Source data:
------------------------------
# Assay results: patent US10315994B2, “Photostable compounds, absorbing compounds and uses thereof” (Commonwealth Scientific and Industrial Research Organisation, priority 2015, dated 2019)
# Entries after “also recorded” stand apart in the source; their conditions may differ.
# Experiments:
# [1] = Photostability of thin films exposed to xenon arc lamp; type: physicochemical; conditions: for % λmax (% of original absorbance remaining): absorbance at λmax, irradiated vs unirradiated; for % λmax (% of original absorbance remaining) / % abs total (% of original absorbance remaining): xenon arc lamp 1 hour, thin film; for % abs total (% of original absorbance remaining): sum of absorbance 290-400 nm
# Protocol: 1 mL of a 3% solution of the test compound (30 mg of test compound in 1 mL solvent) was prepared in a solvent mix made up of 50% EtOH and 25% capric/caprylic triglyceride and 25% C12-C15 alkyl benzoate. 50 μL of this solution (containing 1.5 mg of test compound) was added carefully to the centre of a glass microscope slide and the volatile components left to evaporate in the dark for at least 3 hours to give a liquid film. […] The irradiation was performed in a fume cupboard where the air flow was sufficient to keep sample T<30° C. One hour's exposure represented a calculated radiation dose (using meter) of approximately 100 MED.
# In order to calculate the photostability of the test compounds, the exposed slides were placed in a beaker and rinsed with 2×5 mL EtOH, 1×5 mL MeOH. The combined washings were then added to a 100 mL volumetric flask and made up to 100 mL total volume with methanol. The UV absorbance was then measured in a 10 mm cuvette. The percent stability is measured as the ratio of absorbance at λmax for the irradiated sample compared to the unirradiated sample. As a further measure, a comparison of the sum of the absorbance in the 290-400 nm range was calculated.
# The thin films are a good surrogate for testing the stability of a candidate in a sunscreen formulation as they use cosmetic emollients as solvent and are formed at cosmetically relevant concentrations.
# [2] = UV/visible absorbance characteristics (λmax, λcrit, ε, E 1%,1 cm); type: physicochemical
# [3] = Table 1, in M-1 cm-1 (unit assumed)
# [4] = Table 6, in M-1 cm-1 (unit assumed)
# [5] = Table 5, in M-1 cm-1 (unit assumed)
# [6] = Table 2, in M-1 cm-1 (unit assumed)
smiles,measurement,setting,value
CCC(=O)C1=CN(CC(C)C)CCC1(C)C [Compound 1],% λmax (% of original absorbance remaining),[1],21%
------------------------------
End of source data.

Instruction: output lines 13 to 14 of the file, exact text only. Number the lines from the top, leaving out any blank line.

smiles,measurement,setting,value
CCC(=O)C1=CN(CC(C)C)CCC1(C)C [Compound 1],% λmax (% of original absorbance remaining),[1],21%